SOUND OF PHILADELPHIA ARCHITECTS KENNY GAMBLE & LEON HUFF REUNITE WITH CAMEO-PARKWAY LEGENDS DEE DEE SHARP & BOBBY RYDELL TO SHARE PAIR OF LIFETIME ACHIEVEMENT HONORS
Huff and Rydell presented with Lifetime Music Achievement Awards at Philadelphia RowHome Magazine Blue Sapphire Award Ceremony
L-R: Leon Huff, Dee Dee Sharp, Bobby Rydell and Kenny Gamble reunite to share honors at the RowHome Magazine Blue Sapphire Awards. Credit: Randex Communications.
In a historic reunion that traced the roots of the Sounds of Philadelphia and 60 years of world-renown Philly Soul, Philadelphia International Records co-founders and R&B pioneers Kenny Gamble & Leon Huff arrived last night to reunite with a pair of Philly’s Cameo-Parkway Records “Bandstand” legends, Bobby Rydell (“Wild One,” “Volare”) and Dee Dee Sharp (“Mashed Potato Time”), as Huff and Rydell each received Lifetime Music Achievement honors at the annual Philadelphia RowHome Magazine Blue Sapphire Awards.
Kenny Gamble presented the award to Leon Huff, partners for over 50 years, and recounted joyfully how blessed they were to have fatefully met on an elevator in the old Shubert Building offices, so successfully and prolifically blending Gamble’s lyrics to Huff’s melodies to create over 3,000 songs, including R&B #1 hits, pop #1 hits, gold and platinum records, multiple Grammy and BMI songwriters’ awards, and induction into the Rock and Roll Hall of Fame.
“Huff is one of the best keyboard players I’ve ever known and worked with,” said
Gamble. “I’m proud to still call him my production and writing partner for the past five decades.”
Leon Huff, in accepting the award from Gamble, gave thanks for the tremendous catapult that meeting Gamble gave to his career, the pivotal moment in a musical journey which began as a youth playing his mother’s upright piano in the family’s Camden, NJ living room.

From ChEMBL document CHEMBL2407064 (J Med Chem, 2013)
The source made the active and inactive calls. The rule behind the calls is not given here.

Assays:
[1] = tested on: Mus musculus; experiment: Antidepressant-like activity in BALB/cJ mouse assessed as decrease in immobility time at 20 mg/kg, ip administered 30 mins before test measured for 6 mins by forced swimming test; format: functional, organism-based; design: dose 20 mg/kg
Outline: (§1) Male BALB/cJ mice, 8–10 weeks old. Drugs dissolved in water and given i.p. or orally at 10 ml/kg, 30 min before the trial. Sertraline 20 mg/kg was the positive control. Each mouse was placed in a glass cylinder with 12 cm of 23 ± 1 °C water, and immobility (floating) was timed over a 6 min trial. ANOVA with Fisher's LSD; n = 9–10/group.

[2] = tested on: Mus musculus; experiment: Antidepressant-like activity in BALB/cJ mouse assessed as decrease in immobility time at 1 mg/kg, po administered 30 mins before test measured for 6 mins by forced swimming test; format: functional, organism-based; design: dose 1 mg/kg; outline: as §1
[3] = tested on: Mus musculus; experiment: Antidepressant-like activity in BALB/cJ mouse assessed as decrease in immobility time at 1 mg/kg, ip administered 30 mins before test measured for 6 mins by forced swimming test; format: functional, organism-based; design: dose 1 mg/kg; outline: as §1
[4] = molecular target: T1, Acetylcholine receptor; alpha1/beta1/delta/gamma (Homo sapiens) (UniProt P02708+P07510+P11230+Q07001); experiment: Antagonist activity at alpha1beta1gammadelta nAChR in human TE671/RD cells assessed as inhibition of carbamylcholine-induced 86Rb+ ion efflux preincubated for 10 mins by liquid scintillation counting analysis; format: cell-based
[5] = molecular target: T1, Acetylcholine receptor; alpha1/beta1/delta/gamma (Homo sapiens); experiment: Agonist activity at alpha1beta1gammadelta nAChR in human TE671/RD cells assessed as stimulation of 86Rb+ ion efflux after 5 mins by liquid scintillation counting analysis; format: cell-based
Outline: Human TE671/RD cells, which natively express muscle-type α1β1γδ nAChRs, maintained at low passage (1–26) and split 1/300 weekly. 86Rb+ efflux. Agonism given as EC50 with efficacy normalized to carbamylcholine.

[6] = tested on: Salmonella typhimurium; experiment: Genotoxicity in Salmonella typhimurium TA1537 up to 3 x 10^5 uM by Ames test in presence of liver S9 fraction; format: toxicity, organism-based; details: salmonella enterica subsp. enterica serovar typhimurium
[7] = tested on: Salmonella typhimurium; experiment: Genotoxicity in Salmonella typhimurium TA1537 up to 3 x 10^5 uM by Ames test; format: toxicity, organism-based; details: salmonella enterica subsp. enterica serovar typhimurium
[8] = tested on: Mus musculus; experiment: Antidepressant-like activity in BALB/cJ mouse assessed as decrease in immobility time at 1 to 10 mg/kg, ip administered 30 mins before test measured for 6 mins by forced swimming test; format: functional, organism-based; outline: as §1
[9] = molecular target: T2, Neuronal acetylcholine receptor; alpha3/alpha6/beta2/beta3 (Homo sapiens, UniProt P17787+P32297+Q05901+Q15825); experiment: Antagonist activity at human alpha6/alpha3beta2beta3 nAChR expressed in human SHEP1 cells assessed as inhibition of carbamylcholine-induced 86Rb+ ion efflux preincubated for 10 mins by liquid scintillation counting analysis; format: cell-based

“Meeting Kenny Gamble in Philadelphia,” said Huff, “was the best thing that happened in my life.”
While primarily known for all his worldwide mega-hits with Gamble, Huff also is highly accomplished solo artist, starting in 1964 with co-writing “Mixed-Up, Shook-Up Girl” for Patty & the Emblems, and in 1980, the popular dance track, “I Ain’t Jivin’, I’m Jammin’,” from his solo album, Here to Create Music.
Dee Dee Sharp, in presenting the award to Rydell, commented on how much she feels he’s one of the all-time “greatest guys” and reminded the more than 400 attendees at the black-tie affair how honored she was to have sung background vocals on all of Rydell’s Cameo-Parkway hits while still a teenager. Sharp became the nation’s first black female teen idol at Cameo-Parkway, where Rydell was groomed as a massively popular early teen idol as well.
Gamble has long credited the writers at Cameo-Parkway, where Rydell and Sharp became stars, for inspiring him and Leon Huff in the earliest days of their legendary partnership as songwriters, producers and record company executives. The roots of Gamble & Huff date back to the early 1960s, when they backed Sharp and Chubby Checker on tours as members of Kenny Gamble and the Romeos. The Cameo-Parkway office building eventually became the Philadelphia International Records hit factory following its purchase by Gamble & Huff in 1971.